I can see! I can see!

First, please don’t leave pissy comments about vendors on my blog anonymous or otherwise.  Don’t be an ass.

Over a year ago, a blog reader (whose name I don’t remember. Sorry, because you desrve the credit) told me about the pink Task Lamp from OTT. They were always on sale at Joann.com and of course you could use a coupon on them. At the time,  I didn’t want to spend the money. Well, last week I ordered one because, well. I’ve turned into my mother.

You see, when I was a kid, my mom would have me thread her hand sewing needles for her. I had no idea the time would come when I would be booed up next to a HD lamp so I could see to trace patterns and thread needles. If there was a small child in my house, I would just go ahead and ask them to thread for me.

Now that I sew in my basement, the light isn’t good. I’ve been stuggling with tracing the last few months as there is very little natural light in my basement. I have three bulbs in my overhead light and it’s just not enough for tracing my Burdas.

The lamp honestly makes a WORLD of difference. It makes things significantly brighter. It’s also wonderful for figuring out if that dark fabric is more blue than black. And, before you ask. Yes, it does come in colors that aren’t pink :)

They are $40 now at Joann.com and when I purchased shipping was free. If I could afford it, I would get the floor lamp too just to keep by my sewing machine.

Now, if only I could find that Jules IKEA chair I wanted in pink, and not in juniors. I think they must have discontinued it….

So, that’s what it’s good for!


My kidney shaped pressing ham was very useful tonight. It’s perfect for pressing that hard to reach crotch curve.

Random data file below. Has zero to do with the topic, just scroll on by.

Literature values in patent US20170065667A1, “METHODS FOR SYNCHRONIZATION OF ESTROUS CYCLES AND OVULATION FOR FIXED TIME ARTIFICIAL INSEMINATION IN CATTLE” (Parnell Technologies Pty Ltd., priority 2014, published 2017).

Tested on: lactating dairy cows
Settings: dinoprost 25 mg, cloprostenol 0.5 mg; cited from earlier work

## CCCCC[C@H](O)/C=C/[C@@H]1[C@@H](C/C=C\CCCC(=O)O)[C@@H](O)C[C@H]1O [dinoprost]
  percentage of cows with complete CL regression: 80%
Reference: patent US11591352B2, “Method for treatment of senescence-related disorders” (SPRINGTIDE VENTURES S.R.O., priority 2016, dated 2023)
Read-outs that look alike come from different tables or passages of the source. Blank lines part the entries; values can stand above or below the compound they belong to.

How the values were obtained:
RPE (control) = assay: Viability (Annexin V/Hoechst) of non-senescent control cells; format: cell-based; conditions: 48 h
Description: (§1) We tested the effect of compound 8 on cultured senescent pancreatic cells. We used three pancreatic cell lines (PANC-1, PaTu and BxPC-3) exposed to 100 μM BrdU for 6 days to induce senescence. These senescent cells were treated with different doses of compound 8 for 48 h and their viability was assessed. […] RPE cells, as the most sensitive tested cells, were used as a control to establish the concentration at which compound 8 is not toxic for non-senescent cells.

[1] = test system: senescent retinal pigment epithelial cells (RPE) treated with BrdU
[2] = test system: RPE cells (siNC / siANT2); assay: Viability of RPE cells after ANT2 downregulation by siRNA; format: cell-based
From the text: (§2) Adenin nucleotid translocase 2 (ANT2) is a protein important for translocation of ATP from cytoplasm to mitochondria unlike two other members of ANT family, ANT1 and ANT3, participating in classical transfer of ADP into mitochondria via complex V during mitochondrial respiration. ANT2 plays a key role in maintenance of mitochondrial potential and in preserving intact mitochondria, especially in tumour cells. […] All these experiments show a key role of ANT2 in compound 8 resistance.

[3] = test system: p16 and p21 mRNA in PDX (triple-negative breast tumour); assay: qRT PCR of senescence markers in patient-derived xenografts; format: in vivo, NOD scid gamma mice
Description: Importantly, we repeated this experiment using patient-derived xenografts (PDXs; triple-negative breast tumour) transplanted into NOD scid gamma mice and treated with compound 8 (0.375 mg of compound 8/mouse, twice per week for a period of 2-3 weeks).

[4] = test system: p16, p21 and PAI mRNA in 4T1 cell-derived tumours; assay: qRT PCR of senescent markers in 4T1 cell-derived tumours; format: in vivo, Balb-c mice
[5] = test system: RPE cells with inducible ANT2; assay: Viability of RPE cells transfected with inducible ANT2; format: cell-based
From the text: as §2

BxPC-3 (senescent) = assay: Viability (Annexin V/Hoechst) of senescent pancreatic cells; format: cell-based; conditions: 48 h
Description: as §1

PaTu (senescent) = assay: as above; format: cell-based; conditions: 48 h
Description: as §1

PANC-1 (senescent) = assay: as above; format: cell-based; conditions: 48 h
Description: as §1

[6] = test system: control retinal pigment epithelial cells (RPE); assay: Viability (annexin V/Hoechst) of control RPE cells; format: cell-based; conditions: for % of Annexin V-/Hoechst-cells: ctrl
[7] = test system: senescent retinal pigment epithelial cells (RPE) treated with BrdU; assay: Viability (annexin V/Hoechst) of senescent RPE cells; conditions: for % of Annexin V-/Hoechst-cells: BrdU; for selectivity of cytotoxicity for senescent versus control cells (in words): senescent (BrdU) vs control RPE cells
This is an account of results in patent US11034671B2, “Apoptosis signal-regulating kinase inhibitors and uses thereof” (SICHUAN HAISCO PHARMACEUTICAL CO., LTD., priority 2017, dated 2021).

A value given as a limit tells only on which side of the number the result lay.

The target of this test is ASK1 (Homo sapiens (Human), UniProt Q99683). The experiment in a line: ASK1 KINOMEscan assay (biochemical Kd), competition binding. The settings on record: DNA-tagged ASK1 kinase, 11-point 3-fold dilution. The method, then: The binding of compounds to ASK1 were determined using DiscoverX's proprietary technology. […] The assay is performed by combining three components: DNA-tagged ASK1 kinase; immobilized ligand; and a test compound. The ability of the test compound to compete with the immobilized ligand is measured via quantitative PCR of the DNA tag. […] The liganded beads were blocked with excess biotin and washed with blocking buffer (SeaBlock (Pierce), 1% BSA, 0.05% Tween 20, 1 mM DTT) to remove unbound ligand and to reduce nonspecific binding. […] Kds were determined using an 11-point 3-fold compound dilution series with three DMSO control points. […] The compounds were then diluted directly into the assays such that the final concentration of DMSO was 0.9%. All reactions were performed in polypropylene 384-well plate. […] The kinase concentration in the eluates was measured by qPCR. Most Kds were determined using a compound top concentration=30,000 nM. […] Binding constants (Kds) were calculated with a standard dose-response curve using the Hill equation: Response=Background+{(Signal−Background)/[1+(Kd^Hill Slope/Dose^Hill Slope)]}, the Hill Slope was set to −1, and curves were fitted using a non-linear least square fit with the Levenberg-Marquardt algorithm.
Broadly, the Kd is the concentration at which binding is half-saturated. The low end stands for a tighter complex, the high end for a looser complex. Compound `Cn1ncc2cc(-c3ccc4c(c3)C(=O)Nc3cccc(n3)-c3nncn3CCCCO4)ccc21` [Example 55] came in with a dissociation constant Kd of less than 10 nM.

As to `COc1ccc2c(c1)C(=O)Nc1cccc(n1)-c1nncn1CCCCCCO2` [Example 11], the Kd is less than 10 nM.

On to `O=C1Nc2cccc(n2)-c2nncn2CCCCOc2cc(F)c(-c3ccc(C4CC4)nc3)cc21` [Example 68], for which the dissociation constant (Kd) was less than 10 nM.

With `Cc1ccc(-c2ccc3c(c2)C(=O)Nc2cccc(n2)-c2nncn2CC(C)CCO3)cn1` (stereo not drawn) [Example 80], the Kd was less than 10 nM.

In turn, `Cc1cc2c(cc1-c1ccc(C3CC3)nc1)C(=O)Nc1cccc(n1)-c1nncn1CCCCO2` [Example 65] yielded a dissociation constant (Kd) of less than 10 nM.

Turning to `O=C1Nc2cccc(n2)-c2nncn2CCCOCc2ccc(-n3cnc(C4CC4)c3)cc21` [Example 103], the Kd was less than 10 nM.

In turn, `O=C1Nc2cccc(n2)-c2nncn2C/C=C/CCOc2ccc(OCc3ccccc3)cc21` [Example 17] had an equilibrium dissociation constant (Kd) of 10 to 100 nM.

Which means that yes, after two hours and multiple trips from the computer in the basement to my sewing room on the second floor, I made a fly front.

The Sandra Betzina video is in fact good. I somehow still don’t quite have it right. I should have added some width to the fly extension. But, practice will make perfect.


Marking the fly was super easy with my little template. Debbie Cook pointed out on her blog during her Best Jeans Ever week, that you can also use the zipper packet. Who knew? This template has a 1″ and 1-1/4″ marking. There were two. I now have one. I bought them about 10 years ago. Yikes. Do you remember that weird feeling when you could first remember 10 years ago?

I’m also adding a lining to these pants although the pattern doesn’t call for it. It was easier to construct than the pant! To make a lining for these, just eliminate the pocket and attach the yoke to the pant leg.

Ok. I’m going to look for the other template now. That’s going to drive me crazy.


If you bought some of the striped rain coat fabric last week, you know it says ‘dry clean only’ Leslie has done a little pre-wash of fabric samples to see what happens to it with home care. I am grateful for this as I was was too stingy to give up any of my four yards for a test before I knew what I was doing with it.

Hams

Before I begin, let me say I am by no means a construction expert. I learn about sewing every day and devour sewing books like Mrs. PacMan. But, I thought it might be kind of interesting to show you my pressing hams. If you find this interesting, might I suggest you listen to the Sew Forth Now Podcast with Ann of Gorgeous Things? Seriously… listening to it made me want to iron.